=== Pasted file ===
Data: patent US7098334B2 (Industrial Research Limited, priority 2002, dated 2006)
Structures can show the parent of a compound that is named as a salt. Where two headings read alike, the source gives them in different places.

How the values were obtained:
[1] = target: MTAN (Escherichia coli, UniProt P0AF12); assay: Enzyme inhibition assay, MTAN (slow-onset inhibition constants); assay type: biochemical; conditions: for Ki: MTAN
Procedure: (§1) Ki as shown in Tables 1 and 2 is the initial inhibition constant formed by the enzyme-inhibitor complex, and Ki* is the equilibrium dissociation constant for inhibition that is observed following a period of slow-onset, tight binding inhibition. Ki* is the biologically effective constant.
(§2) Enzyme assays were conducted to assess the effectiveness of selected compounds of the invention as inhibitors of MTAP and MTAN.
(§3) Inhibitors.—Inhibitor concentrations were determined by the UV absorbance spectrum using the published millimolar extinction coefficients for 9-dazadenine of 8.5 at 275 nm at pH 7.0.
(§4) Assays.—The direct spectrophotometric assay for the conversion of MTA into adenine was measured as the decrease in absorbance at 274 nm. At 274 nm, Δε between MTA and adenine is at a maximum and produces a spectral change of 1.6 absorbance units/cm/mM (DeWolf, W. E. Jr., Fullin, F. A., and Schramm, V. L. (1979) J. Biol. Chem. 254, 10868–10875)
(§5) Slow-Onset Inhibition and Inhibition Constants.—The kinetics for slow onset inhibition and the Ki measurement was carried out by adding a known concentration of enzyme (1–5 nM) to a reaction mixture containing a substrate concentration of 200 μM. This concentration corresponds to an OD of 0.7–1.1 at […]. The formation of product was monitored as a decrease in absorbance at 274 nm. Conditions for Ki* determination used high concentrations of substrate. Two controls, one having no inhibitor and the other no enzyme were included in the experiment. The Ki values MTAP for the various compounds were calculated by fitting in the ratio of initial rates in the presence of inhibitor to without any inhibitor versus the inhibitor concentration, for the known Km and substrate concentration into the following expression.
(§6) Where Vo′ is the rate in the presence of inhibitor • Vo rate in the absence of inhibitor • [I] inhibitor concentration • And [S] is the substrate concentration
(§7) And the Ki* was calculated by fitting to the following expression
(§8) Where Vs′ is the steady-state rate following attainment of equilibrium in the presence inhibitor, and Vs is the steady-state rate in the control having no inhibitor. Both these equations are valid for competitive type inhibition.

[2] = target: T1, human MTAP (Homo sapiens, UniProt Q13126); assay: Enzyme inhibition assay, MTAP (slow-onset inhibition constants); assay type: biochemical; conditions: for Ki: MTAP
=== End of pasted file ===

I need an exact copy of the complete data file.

Data: patent US7098334B2 (Industrial Research Limited, priority 2002, dated 2006)
Structures can show the parent of a compound that is named as a salt. Where two headings read alike, the source gives them in different places.

How the values were obtained:
[1] = target: MTAN (Escherichia coli, UniProt P0AF12); assay: Enzyme inhibition assay, MTAN (slow-onset inhibition constants); assay type: biochemical; conditions: for Ki: MTAN
Procedure: (§1) Ki as shown in Tables 1 and 2 is the initial inhibition constant formed by the enzyme-inhibitor complex, and Ki* is the equilibrium dissociation constant for inhibition that is observed following a period of slow-onset, tight binding inhibition. Ki* is the biologically effective constant.
(§2) Enzyme assays were conducted to assess the effectiveness of selected compounds of the invention as inhibitors of MTAP and MTAN.
(§3) Inhibitors.—Inhibitor concentrations were determined by the UV absorbance spectrum using the published millimolar extinction coefficients for 9-dazadenine of 8.5 at 275 nm at pH 7.0.
(§4) Assays.—The direct spectrophotometric assay for the conversion of MTA into adenine was measured as the decrease in absorbance at 274 nm. At 274 nm, Δε between MTA and adenine is at a maximum and produces a spectral change of 1.6 absorbance units/cm/mM (DeWolf, W. E. Jr., Fullin, F. A., and Schramm, V. L. (1979) J. Biol. Chem. 254, 10868–10875)
(§5) Slow-Onset Inhibition and Inhibition Constants.—The kinetics for slow onset inhibition and the Ki measurement was carried out by adding a known concentration of enzyme (1–5 nM) to a reaction mixture containing a substrate concentration of 200 μM. This concentration corresponds to an OD of 0.7–1.1 at […]. The formation of product was monitored as a decrease in absorbance at 274 nm. Conditions for Ki* determination used high concentrations of substrate. Two controls, one having no inhibitor and the other no enzyme were included in the experiment. The Ki values MTAP for the various compounds were calculated by fitting in the ratio of initial rates in the presence of inhibitor to without any inhibitor versus the inhibitor concentration, for the known Km and substrate concentration into the following expression.
(§6) Where Vo′ is the rate in the presence of inhibitor • Vo rate in the absence of inhibitor • [I] inhibitor concentration • And [S] is the substrate concentration
(§7) And the Ki* was calculated by fitting to the following expression
(§8) Where Vs′ is the steady-state rate following attainment of equilibrium in the presence inhibitor, and Vs is the steady-state rate in the control having no inhibitor. Both these equations are valid for competitive type inhibition.

[2] = target: T1, human MTAP (Homo sapiens, UniProt Q13126); assay: Enzyme inhibition assay, MTAP (slow-onset inhibition constants); assay type: biochemical; conditions: for Ki: MTAP